One struggles to keep her new and deadly power under control. One knows exactly how much time she has left. Can the girls change their own stories and break the curse? Or must one of them die to end it forever? To him, high school and home are stages to endure until his real life can finally begin. Buy it: Amazon.
Kaori and Kairi are the first twins to survive infancy on the ancient island of Mu, where gender is as fluid as the crashing waves. One was born of fire, the other of water. A prophecy that has haunted the elders since time began. A rivalry destined to sink the entire island beneath a twin catastrophe of volcano and tsunami.
As hatred spills from the forbidden twins like the deadly poison of sacrificed sea snakes, they must decide what matters to them most…. The fight for the island — for tradition and duty. Or the fight for freedom — for love and light. Fairy tales have been spun for thousands of years and remain among our most treasured stories. Weaving fresh tales with unexpected reimaginings, At Midnight brings together a diverse group of acclaimed YA writers to breathe new life into a storied tradition.
Buy it: Amazon Bookshop IndieBound. Knowing the truth or keeping the peace? The summer of her senior year, seventeen-year-old Avery Anderson finds herself uprooted from her life in DC and moved into the hostile home of her terminally ill grandmother, Mama Letty.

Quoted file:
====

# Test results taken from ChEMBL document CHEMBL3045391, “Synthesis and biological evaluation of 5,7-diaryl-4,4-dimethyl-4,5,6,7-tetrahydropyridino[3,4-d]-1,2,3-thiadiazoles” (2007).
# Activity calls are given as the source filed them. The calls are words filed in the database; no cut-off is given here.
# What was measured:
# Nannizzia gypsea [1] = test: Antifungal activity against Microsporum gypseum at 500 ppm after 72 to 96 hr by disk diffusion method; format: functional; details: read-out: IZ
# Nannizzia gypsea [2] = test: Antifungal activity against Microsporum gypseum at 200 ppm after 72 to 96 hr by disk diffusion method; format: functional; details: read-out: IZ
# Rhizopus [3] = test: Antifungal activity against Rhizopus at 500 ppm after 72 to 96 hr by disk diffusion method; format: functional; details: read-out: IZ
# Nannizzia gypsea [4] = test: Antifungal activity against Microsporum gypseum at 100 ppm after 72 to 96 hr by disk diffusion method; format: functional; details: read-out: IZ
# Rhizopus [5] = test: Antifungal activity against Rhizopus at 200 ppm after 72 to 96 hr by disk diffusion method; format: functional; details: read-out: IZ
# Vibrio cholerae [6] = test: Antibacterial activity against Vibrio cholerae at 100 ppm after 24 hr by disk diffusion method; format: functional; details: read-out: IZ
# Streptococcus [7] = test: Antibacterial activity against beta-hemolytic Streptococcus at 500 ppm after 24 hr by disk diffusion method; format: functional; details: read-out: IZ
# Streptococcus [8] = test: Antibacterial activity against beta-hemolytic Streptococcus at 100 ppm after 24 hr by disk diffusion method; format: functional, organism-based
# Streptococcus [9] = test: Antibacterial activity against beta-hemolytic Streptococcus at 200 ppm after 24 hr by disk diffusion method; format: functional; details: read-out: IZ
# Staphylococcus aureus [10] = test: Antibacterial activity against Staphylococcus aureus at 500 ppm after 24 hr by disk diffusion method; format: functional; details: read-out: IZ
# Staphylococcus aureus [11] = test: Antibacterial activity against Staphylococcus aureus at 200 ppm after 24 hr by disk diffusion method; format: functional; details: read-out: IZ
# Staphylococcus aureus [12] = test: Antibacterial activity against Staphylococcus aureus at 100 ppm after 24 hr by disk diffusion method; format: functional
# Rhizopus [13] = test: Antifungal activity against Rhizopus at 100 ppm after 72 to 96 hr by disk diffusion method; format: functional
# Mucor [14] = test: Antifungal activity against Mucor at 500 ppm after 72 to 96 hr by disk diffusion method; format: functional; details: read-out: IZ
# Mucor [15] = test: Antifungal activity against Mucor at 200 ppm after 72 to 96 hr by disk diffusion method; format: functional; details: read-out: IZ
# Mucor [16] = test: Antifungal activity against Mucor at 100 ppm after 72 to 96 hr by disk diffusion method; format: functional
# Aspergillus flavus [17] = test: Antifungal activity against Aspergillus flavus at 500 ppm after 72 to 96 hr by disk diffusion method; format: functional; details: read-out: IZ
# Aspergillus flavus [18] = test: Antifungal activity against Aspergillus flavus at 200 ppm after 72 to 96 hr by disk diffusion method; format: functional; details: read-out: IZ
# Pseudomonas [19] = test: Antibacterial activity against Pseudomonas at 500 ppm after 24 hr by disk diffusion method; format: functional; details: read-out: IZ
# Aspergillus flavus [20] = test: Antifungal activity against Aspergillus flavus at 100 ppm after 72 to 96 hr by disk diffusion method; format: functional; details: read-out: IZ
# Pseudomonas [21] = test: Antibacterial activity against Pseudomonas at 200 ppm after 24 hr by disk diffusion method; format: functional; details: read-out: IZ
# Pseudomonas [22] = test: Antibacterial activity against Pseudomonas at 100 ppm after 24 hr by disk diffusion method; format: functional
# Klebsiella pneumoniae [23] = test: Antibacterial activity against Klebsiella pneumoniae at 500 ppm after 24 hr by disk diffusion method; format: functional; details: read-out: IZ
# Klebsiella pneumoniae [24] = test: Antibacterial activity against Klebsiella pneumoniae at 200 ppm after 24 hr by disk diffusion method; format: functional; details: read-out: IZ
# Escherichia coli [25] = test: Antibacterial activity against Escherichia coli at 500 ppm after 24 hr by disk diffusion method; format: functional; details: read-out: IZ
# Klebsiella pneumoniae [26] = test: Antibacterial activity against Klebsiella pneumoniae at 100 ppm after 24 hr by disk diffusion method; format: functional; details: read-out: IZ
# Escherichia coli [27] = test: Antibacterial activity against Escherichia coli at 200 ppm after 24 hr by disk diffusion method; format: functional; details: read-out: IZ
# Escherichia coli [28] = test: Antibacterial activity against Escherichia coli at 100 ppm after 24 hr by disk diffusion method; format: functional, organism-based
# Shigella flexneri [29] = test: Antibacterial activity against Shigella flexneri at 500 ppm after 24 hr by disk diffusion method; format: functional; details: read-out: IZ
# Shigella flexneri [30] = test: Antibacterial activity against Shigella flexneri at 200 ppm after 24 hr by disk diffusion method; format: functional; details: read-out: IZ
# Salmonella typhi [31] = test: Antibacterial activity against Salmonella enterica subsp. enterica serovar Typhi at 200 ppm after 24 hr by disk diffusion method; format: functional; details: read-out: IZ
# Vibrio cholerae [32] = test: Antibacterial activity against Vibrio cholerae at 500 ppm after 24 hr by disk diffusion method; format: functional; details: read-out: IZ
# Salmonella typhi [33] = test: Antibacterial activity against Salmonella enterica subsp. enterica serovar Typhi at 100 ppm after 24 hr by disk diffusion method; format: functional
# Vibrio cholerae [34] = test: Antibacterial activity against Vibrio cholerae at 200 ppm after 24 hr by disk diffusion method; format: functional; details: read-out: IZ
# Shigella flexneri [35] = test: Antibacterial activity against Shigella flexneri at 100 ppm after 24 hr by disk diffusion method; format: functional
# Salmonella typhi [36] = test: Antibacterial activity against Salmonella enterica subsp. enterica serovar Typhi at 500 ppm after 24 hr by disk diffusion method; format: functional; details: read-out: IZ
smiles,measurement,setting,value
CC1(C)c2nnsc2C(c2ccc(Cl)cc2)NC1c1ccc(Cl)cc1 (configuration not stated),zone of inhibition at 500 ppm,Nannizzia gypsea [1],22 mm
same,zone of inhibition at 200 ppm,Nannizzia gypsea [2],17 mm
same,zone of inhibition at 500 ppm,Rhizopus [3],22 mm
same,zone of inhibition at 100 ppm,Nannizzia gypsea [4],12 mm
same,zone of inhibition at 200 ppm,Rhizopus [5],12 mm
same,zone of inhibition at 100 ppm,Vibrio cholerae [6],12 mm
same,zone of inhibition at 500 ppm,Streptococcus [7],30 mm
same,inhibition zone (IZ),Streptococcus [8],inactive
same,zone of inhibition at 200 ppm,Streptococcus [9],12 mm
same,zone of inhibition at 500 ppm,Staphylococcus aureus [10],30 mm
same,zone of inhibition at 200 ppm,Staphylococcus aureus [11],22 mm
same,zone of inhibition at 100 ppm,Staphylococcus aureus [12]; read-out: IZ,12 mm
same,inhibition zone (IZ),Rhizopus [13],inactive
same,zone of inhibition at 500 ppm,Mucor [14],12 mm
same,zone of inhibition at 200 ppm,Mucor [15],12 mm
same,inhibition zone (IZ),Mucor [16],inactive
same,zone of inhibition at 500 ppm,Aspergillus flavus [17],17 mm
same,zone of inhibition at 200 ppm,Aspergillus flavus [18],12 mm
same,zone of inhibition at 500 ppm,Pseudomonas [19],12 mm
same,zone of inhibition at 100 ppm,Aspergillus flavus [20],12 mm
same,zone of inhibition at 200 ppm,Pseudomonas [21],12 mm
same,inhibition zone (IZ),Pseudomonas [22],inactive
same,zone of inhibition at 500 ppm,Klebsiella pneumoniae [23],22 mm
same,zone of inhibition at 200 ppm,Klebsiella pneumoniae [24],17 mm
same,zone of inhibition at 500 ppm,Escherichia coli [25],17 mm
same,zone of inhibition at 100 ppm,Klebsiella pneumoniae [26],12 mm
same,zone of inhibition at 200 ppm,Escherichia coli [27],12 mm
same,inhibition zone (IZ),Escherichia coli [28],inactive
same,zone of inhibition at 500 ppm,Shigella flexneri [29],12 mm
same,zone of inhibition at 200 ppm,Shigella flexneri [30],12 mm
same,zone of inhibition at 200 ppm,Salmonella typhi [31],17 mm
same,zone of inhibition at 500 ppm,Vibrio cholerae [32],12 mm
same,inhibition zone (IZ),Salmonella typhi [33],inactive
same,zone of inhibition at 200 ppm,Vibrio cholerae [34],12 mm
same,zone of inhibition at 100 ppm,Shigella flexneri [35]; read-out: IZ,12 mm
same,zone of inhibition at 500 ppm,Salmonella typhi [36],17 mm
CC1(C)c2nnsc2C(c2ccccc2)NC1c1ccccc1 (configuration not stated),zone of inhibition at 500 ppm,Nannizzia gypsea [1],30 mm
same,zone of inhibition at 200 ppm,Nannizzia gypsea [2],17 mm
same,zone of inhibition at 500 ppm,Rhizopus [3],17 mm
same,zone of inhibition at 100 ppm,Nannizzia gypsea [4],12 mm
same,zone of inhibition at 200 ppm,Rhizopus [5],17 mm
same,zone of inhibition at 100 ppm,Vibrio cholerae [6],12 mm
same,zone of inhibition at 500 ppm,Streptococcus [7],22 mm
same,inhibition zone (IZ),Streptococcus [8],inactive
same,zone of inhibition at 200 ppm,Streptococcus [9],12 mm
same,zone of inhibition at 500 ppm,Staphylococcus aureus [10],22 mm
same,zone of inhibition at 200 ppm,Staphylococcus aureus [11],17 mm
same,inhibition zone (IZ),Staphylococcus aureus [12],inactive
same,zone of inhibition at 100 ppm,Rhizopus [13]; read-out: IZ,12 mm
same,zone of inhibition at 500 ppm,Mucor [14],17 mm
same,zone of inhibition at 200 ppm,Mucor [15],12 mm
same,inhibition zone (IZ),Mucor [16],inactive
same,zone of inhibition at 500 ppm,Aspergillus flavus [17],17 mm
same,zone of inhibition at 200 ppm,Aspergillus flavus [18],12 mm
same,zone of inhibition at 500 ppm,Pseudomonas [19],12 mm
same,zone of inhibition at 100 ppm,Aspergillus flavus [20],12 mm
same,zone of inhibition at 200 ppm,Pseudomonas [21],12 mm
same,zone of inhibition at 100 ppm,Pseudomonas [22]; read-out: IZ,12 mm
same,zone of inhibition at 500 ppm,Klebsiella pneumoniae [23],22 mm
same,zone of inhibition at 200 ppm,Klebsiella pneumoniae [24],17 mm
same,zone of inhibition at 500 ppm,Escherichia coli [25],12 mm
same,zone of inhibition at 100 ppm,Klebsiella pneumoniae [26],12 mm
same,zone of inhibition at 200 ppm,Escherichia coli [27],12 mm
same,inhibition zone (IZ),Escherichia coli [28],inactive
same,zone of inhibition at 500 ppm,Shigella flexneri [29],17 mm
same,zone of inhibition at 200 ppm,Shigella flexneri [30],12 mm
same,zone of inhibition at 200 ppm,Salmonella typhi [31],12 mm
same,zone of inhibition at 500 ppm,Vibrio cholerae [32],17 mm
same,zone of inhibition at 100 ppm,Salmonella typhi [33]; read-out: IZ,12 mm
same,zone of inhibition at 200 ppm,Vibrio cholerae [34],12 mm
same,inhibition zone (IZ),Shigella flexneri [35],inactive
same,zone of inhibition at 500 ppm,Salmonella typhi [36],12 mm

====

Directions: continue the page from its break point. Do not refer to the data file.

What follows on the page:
The tension between her mom and Mama Letty makes for an unwelcoming arrival and unearths some family drama they refuse to talk about. Everytime Avery tries to look deeper, they turn her away, leaving her desperate to learn the secrets that split her family in two. While testing her prototype radio equipment, she detects a mysterious signal and pursues its origin.
In , a cataclysmic event has rendered Earth uninhabitable, and humankind survives by living inside artificial worlds. But the experiment goes wrong. Willa is pulled forward in time, and the three find themselves stranded in a strange, seemingly abandoned city.
If she can make it to the finale, she can reject Jordy and publicly break his heart. How is she supposed to live with this girl for six weeks? Sharing bunkbeds, for crying out loud? If they can sustain their reluctant alliance—and keep their unexpected chemistry from interfering—they might just have a chance to take Jordy down. This is the sequel to These Feathered Flames. But as the sisters work independently to reunite, a dangerous force lies in wait, trying to regain power in order to overthrow the monarchy….